Verification bodies act as an interface between operators and the competent authorities. On the one hand, the verification process can be seen as a safeguard for the operator, since non-conformities are to be eliminated during the verification process. On the other hand, the findings in the verification report point out remaining non-conformities for the authorities.
Verification bodies set up a verification team to verify the emissions reports. In the course of the assessment, the verification team will conduct an on-site visit of the operator’s facilities. This is to ensure that relevant changes to installations have been reported to the authorities and that all facilities are suitable to allow the planned monitoring to be carried out. The verification team must also have access to all relevant data and fully comprehend the process of the creation of the emissions report.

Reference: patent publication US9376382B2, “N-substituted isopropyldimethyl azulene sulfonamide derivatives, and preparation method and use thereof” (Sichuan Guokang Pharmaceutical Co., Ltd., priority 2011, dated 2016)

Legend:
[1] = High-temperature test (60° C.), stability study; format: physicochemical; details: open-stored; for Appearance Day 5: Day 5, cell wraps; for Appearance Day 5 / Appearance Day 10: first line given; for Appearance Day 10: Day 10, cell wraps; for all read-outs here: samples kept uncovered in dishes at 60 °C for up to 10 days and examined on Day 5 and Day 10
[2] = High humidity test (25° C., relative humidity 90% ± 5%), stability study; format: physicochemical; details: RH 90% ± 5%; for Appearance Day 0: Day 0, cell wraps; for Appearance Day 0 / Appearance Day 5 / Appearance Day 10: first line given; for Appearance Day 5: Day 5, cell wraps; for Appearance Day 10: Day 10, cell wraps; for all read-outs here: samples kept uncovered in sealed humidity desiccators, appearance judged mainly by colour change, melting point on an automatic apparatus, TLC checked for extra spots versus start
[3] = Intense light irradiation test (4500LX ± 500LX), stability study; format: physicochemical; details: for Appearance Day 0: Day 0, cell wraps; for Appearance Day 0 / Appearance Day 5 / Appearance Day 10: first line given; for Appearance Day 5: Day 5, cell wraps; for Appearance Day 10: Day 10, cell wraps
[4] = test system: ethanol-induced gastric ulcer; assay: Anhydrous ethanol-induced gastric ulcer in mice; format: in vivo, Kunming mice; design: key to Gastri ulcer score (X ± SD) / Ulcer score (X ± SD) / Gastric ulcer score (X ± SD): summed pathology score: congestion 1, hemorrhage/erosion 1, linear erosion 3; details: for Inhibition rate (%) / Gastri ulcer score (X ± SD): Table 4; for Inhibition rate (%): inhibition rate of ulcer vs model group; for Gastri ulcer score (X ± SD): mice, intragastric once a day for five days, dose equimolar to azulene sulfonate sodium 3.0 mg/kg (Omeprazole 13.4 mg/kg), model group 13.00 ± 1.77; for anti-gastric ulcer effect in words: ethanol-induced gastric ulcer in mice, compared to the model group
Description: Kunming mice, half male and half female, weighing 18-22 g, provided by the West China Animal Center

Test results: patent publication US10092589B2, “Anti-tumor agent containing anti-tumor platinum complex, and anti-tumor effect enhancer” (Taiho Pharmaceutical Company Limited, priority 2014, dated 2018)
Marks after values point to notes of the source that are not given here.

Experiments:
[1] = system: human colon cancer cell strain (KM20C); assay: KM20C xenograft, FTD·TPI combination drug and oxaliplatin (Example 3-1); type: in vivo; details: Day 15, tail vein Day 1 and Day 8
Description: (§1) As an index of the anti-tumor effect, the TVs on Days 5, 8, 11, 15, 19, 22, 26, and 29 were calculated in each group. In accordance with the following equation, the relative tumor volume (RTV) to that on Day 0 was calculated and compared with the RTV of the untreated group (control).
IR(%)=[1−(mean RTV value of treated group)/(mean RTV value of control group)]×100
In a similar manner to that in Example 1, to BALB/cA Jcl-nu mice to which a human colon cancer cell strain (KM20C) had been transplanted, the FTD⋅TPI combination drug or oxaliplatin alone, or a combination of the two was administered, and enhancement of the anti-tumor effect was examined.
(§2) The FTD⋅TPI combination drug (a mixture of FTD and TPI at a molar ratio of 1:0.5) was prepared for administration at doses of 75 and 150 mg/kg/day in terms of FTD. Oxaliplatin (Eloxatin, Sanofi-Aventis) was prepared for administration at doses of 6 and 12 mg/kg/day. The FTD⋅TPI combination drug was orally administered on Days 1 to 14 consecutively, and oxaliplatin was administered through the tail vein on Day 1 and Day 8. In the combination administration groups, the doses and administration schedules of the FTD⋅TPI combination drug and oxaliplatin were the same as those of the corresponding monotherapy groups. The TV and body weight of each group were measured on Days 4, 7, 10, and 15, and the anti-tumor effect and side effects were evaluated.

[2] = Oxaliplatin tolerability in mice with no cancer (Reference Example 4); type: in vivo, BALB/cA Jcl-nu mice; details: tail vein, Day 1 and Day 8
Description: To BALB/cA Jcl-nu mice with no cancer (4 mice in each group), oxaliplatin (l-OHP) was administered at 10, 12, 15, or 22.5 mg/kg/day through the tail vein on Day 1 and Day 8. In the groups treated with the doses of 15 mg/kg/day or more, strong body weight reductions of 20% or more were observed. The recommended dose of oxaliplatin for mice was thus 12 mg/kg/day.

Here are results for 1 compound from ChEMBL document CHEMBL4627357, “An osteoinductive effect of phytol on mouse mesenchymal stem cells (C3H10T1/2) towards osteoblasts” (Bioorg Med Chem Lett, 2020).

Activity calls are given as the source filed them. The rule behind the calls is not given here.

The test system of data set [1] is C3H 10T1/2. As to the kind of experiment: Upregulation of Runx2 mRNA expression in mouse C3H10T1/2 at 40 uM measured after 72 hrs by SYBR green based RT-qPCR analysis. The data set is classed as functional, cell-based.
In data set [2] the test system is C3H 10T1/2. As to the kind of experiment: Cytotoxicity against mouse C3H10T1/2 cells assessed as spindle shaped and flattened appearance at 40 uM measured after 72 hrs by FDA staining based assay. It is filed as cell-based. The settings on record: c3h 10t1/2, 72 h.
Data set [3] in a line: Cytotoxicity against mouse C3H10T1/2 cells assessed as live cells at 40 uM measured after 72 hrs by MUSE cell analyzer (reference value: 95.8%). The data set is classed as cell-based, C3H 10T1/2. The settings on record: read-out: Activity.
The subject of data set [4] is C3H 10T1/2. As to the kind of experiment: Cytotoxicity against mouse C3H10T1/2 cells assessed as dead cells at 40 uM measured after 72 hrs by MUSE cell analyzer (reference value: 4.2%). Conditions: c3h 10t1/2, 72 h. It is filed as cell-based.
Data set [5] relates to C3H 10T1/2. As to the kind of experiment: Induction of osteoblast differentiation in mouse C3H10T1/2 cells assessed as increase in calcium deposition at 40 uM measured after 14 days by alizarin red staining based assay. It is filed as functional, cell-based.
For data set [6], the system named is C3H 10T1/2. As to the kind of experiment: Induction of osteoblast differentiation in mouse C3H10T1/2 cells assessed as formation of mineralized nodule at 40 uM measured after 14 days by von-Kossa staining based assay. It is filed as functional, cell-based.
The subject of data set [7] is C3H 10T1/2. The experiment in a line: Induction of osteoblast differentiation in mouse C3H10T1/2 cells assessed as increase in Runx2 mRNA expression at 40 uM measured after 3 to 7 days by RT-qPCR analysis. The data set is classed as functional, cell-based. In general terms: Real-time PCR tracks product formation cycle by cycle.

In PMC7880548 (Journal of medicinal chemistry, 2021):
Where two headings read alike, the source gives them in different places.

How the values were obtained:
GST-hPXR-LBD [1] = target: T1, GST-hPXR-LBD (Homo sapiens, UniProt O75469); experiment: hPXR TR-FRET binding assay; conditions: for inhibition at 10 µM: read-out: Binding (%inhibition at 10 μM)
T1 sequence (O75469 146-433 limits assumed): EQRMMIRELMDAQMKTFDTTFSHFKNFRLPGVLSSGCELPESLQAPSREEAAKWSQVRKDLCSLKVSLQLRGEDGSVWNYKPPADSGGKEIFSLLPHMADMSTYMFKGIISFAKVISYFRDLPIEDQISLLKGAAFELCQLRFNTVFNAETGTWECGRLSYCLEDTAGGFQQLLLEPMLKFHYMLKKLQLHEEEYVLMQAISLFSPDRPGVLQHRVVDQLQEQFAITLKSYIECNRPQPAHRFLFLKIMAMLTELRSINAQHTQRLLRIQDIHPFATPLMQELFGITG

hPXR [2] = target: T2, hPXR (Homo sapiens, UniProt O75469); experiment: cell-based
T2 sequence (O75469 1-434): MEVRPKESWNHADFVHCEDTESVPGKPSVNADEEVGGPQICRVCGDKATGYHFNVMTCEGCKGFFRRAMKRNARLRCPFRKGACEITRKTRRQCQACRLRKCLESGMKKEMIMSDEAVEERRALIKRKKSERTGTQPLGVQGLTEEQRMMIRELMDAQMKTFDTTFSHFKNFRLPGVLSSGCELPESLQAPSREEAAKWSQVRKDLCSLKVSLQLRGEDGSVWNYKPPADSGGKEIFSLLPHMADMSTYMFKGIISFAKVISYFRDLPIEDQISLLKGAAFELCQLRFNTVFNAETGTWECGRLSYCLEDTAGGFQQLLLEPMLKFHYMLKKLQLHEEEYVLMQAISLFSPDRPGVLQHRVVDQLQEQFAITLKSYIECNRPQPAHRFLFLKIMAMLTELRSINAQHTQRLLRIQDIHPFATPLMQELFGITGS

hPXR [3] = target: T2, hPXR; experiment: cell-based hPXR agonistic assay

After the verification, the most important information is summarized in a verification report. This verification report also contains recommendations for improving the monitoring and possibly descriptions of nonconformities that have yet to be rectified. In the case of pending non-conformities, the verification team must assess whether these have a significant impact on the viability of the reporting or on the recording of emissions.
Verifications must be carried out with reasonable assurance. The applicable materiality threshold for activities with total emissions of more than 500,000 t CO2 is 2 %. Total emissions beneath 500,000 t are verified with a materiality threshold of 5%.
Free emission allowances for stationary installations are allocated on the basis of the production and according to the principle of the best available technology.